This paper details a longitudinal study into the e‐mail habits of first year students at Charles Sturt University. This study is part of ongoing research investigating the factors and barriers that can influence the successfully adoption of technology into the learning environment. The findings from this study illustrate that e‐mail applications are very popular in terms of both useage as well as the high level of confidence that students exhibit. The survey identified two main areas that need to be addressed, namely the disadvantage of rural students in accessing e‐mail and second that male students tend not to be as frequent users of e‐mail compared to their female counterparts.

Details

Campus-Wide Information Systems, vol. 20 no. 2
Type: Research Article
ISSN: 1065-0741

Keywords

Article
Publication date: 10 April 2017

Dirk H.R. Spennemann, Melissa Pike and Maggie J. Watson

Birds are implicated in spoiling and decay of buildings, especially through their droppings. Pigeons are considered the main culprits, and several studies have examined…

Abstract

Purpose

Birds are implicated in spoiling and decay of buildings, especially through their droppings. Pigeons are considered the main culprits, and several studies have examined the effects and chemistry of accumulations of droppings without evidence to the exact origins of the source of the excreta. The paper aims to discuss these issues.

Design/methodology/approach

This study reviews and summarises the state of knowledge with regard to the impact of bird excreta on buildings. It experimentally assesses the acidity of fresh pigeon excreta with different diets and examines the development of the acidity of the excreta after voiding.

Findings

Feral pigeons in urban settings are known to be fed by a range of foods. Urban food scraps-derived diets produce more acidic excreta than more natural diets such as seeds. This is a first study of its kind to examine the impact of a bird’s diet on the pH and thus the resulting (potential) decay of masonry.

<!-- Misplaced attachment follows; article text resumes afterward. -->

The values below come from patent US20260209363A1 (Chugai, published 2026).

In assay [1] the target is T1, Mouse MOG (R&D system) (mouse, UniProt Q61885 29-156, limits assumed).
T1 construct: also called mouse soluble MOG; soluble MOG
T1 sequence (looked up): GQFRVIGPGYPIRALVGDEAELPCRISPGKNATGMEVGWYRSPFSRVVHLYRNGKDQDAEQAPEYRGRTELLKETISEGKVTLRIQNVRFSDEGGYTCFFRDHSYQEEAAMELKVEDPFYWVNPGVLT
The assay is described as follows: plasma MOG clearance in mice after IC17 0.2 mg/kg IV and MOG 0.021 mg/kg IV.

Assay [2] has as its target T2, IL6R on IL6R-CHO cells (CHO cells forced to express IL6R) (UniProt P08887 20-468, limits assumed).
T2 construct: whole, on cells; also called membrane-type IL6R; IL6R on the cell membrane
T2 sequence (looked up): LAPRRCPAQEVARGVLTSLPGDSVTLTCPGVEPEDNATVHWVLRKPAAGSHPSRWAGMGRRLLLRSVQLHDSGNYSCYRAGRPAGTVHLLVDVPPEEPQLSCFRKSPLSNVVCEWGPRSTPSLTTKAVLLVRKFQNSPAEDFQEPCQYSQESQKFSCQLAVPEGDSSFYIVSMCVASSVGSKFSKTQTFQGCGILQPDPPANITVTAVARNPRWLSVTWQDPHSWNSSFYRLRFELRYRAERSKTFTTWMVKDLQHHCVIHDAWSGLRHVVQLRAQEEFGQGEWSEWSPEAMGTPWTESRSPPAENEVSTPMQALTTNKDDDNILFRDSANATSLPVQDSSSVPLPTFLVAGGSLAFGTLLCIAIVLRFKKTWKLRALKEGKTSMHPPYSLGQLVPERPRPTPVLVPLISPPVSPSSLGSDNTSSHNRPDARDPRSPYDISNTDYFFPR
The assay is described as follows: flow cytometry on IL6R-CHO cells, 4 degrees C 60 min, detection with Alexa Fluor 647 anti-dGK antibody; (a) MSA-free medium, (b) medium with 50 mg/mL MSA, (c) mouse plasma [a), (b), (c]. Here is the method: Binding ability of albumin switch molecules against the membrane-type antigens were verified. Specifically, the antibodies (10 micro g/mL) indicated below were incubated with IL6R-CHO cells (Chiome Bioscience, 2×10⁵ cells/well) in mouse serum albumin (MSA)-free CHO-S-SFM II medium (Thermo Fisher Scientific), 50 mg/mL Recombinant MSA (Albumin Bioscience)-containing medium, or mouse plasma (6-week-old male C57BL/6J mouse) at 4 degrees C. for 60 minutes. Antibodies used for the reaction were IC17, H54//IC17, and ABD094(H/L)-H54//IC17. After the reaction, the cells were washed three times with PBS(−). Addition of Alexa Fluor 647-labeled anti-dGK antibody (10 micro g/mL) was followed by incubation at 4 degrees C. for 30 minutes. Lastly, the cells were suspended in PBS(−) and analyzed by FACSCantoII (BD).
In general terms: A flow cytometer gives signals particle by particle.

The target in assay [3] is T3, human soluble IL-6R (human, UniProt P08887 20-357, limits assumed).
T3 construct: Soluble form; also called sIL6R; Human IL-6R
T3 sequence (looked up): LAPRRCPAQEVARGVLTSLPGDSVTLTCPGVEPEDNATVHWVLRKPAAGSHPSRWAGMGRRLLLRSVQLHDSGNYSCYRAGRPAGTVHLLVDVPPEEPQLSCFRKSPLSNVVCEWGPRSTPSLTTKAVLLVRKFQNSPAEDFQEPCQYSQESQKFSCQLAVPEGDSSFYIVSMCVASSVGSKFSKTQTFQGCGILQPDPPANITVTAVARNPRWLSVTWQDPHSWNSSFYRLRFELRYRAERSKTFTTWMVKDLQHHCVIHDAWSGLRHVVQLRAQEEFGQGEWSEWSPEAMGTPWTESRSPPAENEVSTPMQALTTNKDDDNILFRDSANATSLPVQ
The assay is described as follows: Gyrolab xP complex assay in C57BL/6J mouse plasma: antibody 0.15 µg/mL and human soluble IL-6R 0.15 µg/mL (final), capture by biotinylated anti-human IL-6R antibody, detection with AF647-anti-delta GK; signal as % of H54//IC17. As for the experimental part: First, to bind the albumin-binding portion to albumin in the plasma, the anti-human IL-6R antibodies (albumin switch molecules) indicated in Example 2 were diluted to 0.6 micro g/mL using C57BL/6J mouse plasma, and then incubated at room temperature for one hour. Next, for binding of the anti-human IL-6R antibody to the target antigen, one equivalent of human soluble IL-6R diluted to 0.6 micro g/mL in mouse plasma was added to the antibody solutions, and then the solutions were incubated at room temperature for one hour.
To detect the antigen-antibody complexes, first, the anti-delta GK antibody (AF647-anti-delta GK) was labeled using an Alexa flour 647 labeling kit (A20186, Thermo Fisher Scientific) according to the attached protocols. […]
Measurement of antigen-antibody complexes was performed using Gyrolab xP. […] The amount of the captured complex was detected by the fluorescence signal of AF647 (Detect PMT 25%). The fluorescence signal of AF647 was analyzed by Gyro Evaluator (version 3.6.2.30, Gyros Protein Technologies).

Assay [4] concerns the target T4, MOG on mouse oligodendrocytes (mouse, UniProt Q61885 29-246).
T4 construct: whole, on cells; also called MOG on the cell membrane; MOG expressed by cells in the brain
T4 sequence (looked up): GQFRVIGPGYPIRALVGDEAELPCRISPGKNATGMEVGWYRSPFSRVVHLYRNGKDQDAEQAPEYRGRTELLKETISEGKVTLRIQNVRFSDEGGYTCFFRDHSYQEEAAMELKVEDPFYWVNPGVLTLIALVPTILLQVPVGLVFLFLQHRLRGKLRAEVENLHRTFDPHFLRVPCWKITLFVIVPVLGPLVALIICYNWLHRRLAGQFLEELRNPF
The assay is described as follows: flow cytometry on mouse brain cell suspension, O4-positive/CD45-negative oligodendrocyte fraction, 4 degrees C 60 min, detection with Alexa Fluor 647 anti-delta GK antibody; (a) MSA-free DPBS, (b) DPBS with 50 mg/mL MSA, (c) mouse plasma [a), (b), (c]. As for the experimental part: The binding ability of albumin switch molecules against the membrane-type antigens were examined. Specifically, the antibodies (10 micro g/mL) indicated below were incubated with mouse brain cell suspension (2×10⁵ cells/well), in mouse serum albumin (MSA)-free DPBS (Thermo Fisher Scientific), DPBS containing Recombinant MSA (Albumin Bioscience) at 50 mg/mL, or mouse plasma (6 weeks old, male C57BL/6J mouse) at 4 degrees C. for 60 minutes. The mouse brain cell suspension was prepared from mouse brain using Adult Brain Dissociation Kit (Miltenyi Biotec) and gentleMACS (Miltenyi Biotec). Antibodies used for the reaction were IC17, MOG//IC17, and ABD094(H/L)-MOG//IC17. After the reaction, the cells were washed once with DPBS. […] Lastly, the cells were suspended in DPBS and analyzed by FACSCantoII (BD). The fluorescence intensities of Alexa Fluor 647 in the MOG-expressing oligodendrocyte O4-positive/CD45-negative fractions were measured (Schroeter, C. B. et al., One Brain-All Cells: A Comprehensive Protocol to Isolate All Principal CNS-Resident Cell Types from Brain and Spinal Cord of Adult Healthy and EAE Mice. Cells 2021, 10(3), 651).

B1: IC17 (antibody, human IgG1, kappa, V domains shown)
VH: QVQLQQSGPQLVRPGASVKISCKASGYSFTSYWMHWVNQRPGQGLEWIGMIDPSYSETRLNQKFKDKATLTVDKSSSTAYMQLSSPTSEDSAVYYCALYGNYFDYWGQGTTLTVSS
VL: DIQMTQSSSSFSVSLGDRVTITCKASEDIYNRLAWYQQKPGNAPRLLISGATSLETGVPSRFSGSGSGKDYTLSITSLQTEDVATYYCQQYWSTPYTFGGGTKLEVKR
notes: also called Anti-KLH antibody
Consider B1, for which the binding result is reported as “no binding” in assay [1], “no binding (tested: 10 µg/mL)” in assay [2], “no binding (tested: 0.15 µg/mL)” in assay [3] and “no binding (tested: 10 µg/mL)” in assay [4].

Research limitations/implications

This study showed that from a management’s perspective, pigeons that subsist entirely on human provided foods will be depositing more initially acidic faeces. If faecal accumulation occurs; then, mould and other bacteria quickly alter the chemistry from acidic towards basic, but the damage may already be done.

Originality/value

This paper is the first study of its kind to examine the effects of fresh pigeon droppings of known origin and age once voided from the intestine. This allows the authors to assess the impact during the first few days.

Details

International Journal of Building Pathology and Adaptation, vol. 35 no. 1
Type: Research Article
ISSN: 2398-4708

Keywords

Article
Publication date: 1 June 1997

Dirk H.R. Spennemann

Attempts to understand, via a questionnaire, students’ attitudes towards electronic mail and to evaluate its effectiveness in student learning. Analyses the data and gives…

185

Abstract

Attempts to understand, via a questionnaire, students’ attitudes towards electronic mail and to evaluate its effectiveness in student learning. Analyses the data and gives an interpretation of the results, discussing some of the issues raised.